Saturday, August 24, 2013

Karen Kingston: De-cluttering as a Defence Against the Dark Parts

I vaguely remember a scene from one of Dennis Wheatley’s occult novels in which a group of people spends the night inside a protective circle (or perhaps it was a pentacle). They have bathed and are wearing clean pyjamas:  complete cleanliness is an essential part of their psychic defence operation. The evil entities arrive and attack as expected:  one actually manifests inside the circle, which was designed to ward it off. The cause is soon discovered: a member of the group had found some papers and, forgetting the rules, had brought them into the circle with him to examine, thus providing the entity with some ‘impurities’ that it could fasten onto and use to materialise.

What are we holding onto that enables destructive influences to invade and sabotage our lives?

While psychic garbage in our energy fields and psychological garbage in our subconscious minds may attract trouble and victimisers, garbage in our external surroundings may also be responsible for reducing our quality of life. Skeletons in our mental closets may attract energy vampires; such things as never-worn clothes and items in bad states of repair in our physical closets may also be drawing unwanted people and experiences into our lives.

Keeping our home environment clean, tidy, attractive, organised and in a good state of repair is an important aspect of psychic self-defence:  cleanliness and orderliness may help to attract good influences and deter ‘astral bacteria’, ‘hungry ghosts’ and other undesirable entities. It is probably no accident that witches are frequently depicted as living in chaos and squalor, nor that some very holy people live very simply in small cells with few personal possessions. The evil dark lord in The Lord of the Rings is called Sauron: this name is said to be linked to an Old Norse word for filth.

Clear Your Clutter with Feng Shui by Karen Kingston makes a few good points and contains some statements about clutter that resonate strongly with me.  She says that clutter presents an obstacle to the flow of energy; it creates disharmony; clutter has a sticky, unclean feel; it smells musty and unpleasant; it is stagnant and unwholesome.

Clutter makes people who live with it tired, depressed and lethargic; it may affect their weight; it may affect the way they take care of themselves; it makes them continually procrastinate; it makes them confused and ashamed; it makes them live in fear of exposure; it makes others treat them badly; it puts their life on hold; it keeps them in the past.

I couldn’t get interested in the Feng Shui aspect of this book, but think that what she says about clutter makes sense; it applies as much to psychic and psychological garbage and unfinished business as it does to physical clutter. It is important to care for and respect both ourselves and our homes.  If we don’t treat ourselves, our belongings, our surroundings and our affairs well and with respect, how can we expect others to treat us well and with respect? Like attracts like.

Keeping the energy moving seems particularly important. Corners and shelves need to be attended to from time to time to disperse stagnant energy, which builds up in the same way that dust does.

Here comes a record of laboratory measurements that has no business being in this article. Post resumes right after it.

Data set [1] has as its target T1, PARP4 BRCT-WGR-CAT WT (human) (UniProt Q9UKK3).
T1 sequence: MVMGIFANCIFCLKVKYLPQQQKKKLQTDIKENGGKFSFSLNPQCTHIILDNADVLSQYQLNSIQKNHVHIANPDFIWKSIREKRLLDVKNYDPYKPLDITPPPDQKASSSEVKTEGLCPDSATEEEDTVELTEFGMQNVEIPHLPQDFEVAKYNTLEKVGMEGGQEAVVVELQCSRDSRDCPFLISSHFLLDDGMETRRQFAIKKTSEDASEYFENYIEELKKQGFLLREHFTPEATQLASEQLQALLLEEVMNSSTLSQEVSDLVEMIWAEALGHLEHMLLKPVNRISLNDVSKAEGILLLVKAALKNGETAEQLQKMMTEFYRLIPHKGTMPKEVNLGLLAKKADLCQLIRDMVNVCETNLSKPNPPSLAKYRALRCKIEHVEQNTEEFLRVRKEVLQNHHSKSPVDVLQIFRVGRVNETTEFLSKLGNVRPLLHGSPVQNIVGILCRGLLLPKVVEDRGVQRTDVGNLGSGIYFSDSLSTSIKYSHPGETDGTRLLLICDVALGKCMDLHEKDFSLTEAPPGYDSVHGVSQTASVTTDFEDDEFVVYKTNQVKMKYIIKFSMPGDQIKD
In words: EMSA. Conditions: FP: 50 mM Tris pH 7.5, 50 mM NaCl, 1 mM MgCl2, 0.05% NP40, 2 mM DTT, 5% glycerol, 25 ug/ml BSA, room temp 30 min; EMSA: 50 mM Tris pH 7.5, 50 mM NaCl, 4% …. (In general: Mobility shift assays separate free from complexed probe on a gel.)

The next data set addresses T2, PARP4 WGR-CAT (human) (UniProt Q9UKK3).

I once had a high shelf that was full of books and old course units; they had been up there for many years. I eventually decided to dispose of as many as possible and started bringing them all down. I had bad dreams with flashbacks for a few nights. I would wake up feeling very drained and unsettled after being forced to relive the painful past.

I wonder whether the bad feelings and experiences I had at the time I was reading the books and studying the course material had become thought forms that clung to the books, and that moving the books disturbed them so they attached themselves to me and were responsible for the bad dreams.

I know that re-reading an old diary made me feel really terrible: I went right back into the state of mind at the time I wrote in it. This too gave me some bad dreams about the past.

I had the same experience a few more times after moving items that had been stashed away and not touched for a long time.  Not only that, but I kept encountering a neighbour whom I had not crossed paths with for many years.  She was very much in evidence in the bad old days before I became aware of unseen influences and other dimensions; she mostly disappeared from my life when I used my knowledge to move to a better psychological area. It is very interesting that, just like the times when my dropped firewall attracted trouble, the bad energy I had picked up attracted her into my life again.

I have got rid of a lot of my belongings, and now ensure that nothing is neglected or forgotten and everything is moved and cleaned regularly.

There is a saying that not having money is much worse than having money is good. I think that the same principle applies to our home environments. Unlike Karen Kingston, I don’t think that clearing our clutter and applying Feng Shui principles to the layout of our homes will have very positive if not magical effects on our lives, incomes and relationships. I do think that clearing clutter is rather like paying off debts: it will decrease the negativity in our lives and will bring us closer to healthy normality. Having good home conditions does not give us any particular advantage, but having bad ones is a huge handicap.

Our living conditions are a major unseen influence in our lives.